Headscarf encounters

Print Friendly


Salaam’s new blogger Ms Anona starts her account


Since the age of about 21 I’ve been feeling a slight underlying pressure to get married. It’s not so much that any of my family has ever forced marriage in my face…well not till recently! But more the fact that as a young Asian Muslim girl there is an expectation to be married in your early 20’s or you start being considered ‘past it’.

Now I never thought I would be branded by such a label but recently on my 26th birthday my dear grandmother (may Allah give her long life) and bless her cotton socks informed me that I now fall into this category. At 26 I was ‘past it’. Now I tell you – some of you may already know this from experience – but hearing that term is not the nicest of things at all and can bring your spirits really down.

When I heard it, I felt like a piece of cattle that had been left behind at market for just not being good enough, cos if I was good enough surely I’d have been snapped up by now. Call me a bit melodramatic but its like I may as well be walking around with a tattoo on my head saying ‘Desperate, Single and Lonely’, just to add to the whole ‘I’m ‘past it’ hype. But you know what just to make it clear, people ‘I’m defiantly NOT PAST IT’ and haven’t given up on meeting, ‘Mr Right’ for me quite yet. So please all pray for me that Inshallah I do meet someone sooner rather than later.

Anyways so going back to the family this is where it gets CRAZY. So as you’ve all gathered by now they want me to settle down, so they start arranging what I call Rishta meetings –  to introduce me to who they consider to be suitable husband material. And this is where I have to laugh,  as It’s amazing how the people who should know you the best can get it so wrong sometimes!!


Let me tell you about candidate number 1. I refer to the guy in question as candidate number 1 as for the life of me I just can’t remember his name.I think half of my memory lapse is due to the sheer trauma of the experience.

On a warm day last summer, my Nani invites me around for tea with the request that I dress up for her…as she says it makes her happy to see me make an effort with my appearance. Now at this point most people’s internal Alarm bells would start ringing with suspicion,. but mine unfortunately were fast asleep that day. So I go to my Nani’s place all dressed up only to be informed by my younger cousin AKA ‘Gossip Central’ that the reason I’m round for tea is because some guy is coming with his mum to meet me. So here I am, unprepared with no where to go and left to make the best out of a situation.

To get a heads up I decide to keep a watchful eye from the living room to get a first glance at this guy, as I know nothing about him and just want to get a sense of his style before I’m expected to spend an afternoon in his company – and wow what an insight it was.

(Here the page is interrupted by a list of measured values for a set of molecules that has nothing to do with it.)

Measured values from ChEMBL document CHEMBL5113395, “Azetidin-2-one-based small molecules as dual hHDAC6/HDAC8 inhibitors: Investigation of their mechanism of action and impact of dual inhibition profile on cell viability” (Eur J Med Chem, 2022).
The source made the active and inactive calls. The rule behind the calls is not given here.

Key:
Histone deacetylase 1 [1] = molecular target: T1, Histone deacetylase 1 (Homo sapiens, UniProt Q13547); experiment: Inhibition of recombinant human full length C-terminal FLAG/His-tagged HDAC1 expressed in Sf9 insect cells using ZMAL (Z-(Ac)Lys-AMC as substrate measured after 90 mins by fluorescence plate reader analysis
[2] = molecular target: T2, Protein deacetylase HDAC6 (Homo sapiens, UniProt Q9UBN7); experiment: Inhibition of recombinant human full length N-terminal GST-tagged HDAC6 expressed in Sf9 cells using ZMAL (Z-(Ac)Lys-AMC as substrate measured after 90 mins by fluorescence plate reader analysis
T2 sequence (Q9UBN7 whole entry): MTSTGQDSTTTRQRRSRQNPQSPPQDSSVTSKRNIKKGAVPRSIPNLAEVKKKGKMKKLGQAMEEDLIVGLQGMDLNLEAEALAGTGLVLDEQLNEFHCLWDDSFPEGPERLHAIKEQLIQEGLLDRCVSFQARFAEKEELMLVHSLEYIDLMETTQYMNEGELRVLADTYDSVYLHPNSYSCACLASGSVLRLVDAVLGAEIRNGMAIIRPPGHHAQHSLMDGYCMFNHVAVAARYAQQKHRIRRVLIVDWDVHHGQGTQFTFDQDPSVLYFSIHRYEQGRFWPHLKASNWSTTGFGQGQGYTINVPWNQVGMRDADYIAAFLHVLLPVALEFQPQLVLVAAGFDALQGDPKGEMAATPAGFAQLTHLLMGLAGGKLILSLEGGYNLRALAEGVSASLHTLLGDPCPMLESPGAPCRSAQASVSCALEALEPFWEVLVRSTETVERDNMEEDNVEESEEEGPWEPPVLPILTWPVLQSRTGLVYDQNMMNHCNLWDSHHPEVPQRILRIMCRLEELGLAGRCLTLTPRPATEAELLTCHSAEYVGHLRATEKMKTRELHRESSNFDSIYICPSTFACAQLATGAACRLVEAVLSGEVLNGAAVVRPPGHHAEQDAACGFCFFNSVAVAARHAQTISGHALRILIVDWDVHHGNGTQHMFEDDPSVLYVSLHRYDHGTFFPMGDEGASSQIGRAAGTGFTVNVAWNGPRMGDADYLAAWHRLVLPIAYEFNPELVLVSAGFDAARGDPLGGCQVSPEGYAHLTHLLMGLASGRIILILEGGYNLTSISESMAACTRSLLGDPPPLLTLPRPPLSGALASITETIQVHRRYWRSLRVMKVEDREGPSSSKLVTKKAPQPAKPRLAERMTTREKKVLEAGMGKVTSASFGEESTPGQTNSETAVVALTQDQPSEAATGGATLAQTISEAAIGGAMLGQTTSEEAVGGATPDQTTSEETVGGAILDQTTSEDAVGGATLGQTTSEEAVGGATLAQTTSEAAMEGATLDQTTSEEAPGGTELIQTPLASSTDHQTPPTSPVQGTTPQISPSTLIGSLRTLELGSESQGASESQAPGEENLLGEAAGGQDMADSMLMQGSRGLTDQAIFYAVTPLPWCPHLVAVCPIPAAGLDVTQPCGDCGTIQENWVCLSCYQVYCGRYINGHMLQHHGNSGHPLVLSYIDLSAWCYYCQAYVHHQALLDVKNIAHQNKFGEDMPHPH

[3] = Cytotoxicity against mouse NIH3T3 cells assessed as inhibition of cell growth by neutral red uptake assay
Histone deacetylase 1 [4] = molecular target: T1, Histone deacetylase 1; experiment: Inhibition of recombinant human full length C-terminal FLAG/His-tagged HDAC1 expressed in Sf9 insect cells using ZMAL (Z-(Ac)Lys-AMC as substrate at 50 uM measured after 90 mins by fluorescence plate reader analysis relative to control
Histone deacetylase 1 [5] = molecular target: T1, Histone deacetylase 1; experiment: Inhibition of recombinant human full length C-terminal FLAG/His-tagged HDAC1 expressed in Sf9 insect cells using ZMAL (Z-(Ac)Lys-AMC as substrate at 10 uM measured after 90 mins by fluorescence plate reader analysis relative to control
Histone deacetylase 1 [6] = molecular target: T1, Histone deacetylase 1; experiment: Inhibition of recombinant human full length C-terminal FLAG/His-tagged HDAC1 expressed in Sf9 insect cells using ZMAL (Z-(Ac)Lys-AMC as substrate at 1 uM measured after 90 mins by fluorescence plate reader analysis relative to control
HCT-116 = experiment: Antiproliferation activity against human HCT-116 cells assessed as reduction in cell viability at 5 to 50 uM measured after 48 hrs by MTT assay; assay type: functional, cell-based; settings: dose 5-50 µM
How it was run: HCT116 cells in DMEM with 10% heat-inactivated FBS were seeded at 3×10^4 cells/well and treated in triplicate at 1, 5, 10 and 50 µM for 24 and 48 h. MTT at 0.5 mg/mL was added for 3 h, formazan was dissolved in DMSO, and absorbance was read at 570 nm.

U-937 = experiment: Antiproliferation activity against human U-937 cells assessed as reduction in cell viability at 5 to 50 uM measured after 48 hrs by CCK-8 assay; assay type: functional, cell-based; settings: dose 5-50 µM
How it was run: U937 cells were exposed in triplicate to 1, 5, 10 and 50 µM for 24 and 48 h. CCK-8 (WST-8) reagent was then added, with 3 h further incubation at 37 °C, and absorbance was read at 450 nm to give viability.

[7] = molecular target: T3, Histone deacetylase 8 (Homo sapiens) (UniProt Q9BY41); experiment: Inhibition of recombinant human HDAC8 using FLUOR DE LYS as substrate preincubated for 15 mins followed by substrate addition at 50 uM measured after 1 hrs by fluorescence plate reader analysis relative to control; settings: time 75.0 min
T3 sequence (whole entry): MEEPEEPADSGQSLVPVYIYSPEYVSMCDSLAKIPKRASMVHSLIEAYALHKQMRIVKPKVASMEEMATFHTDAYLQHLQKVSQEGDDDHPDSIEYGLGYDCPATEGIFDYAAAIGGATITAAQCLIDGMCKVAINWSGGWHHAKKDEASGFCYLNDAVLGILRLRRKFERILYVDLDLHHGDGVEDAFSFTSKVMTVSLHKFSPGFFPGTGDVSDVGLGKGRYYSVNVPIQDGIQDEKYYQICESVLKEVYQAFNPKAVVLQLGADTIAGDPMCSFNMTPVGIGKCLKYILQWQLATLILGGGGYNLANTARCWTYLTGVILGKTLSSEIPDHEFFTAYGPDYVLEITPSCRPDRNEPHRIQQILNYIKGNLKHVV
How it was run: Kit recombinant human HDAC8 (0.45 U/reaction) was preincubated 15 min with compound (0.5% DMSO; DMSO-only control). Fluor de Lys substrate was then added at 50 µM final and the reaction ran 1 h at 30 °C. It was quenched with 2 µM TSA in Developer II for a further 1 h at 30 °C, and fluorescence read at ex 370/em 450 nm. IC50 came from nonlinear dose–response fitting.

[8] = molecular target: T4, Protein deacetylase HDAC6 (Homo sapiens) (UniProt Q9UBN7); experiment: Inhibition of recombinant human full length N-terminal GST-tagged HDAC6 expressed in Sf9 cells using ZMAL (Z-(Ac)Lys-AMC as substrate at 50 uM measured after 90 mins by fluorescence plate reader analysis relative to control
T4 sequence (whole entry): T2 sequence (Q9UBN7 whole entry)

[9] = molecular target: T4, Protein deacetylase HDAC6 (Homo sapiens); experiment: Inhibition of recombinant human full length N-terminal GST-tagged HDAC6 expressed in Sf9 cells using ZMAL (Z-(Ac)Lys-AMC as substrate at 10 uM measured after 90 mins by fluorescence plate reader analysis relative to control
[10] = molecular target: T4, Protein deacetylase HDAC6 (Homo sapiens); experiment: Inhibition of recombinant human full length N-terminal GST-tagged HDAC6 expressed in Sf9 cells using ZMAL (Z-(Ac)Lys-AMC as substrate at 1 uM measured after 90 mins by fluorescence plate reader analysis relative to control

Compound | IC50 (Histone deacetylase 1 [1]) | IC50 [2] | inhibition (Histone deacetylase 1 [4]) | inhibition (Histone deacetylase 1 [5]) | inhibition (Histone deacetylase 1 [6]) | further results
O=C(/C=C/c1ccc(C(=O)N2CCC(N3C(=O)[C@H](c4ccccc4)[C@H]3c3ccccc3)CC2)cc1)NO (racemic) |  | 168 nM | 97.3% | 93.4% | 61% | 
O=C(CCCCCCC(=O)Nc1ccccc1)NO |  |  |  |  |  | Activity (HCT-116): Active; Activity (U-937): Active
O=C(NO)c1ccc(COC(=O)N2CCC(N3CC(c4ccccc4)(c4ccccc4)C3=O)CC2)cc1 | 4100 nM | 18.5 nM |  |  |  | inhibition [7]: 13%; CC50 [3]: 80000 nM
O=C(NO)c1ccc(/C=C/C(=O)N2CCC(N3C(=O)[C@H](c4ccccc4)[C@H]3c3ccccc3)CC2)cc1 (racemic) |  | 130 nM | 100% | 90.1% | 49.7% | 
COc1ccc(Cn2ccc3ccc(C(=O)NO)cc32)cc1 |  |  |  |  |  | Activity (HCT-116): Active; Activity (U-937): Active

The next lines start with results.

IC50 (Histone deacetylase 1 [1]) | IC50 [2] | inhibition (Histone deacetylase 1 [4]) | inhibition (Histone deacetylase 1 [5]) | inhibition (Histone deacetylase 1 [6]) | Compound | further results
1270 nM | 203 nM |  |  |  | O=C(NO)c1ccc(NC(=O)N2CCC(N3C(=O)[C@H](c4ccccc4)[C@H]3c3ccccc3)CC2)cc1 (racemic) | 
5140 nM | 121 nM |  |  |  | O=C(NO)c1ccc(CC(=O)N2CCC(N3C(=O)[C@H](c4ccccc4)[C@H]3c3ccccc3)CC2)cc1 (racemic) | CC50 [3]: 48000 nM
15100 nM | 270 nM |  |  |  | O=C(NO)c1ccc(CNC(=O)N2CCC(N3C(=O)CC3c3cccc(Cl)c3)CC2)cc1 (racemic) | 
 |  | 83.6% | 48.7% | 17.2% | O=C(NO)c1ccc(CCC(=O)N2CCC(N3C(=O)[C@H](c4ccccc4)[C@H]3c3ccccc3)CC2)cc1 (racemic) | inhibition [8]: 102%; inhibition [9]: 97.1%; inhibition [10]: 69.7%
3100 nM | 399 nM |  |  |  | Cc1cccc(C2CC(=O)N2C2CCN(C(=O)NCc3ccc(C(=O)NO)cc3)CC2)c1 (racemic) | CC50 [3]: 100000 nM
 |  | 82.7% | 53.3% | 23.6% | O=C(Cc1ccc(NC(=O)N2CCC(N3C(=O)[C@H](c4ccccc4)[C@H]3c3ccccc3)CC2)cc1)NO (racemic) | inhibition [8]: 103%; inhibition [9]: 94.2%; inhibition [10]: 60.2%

I know it’s not fair to judge people on physical appearance alone but when an Asian guy pulls up and gets out of his car with spiky hair dyed orange and a equally colourful box beard you have got to wonder what person in there right mind would think that colour looks good. People lets not get this twisted. We aren’t talking Ginger or a natural Henna orange but like a blazing orange like the sun. Now I’d like to think I’m a fairly trendy and open-minded person when it comes to personal style but this really was too much. And yes it only got worse.

So I take in a deep breath and head downstairs to open the door. Candidate 1’s mother seems fairly pleasant and conservative besides her experimental son and lo and behold it is there that I notice some of the little details. Not only is his hair horrendous but he’s wearing a frilly white shirt and a black velvet, suit jacket. Yes guys, I was in for an afternoon with the Asian Laurence Llewelyn-Bowen, (fans of interior programmes will know who I mean). Not only had he taken fashion inspiration from the interior designer in question but he had apparently also caught the design bug and attempted to pass himself off as trendy young Property developer. After 2 hours of him suggesting design ideas for my Nani’s house it all got a bit much. It’s easy to see a self absorbed fake designer from a mile away and his apparent enthusiasm for the field was about as passionate as an IKEA catalogue (apologies IKEA but there really is nothing that sets you apart).

In my opinion when fashion and design becomes such an overbearing part of your existence its hard for others to see your essence, the simple things that make you tick. So on those grounds I had to tell my Nani he definitely wasn’t the man for me. Out of curiosity I asked why my Nani had wanted to meet this guy. Her response was because his mum said he was a high achiever, bright and had passed his degree at a young age. If only I knew then that I was to hear this line again in the not so distant future.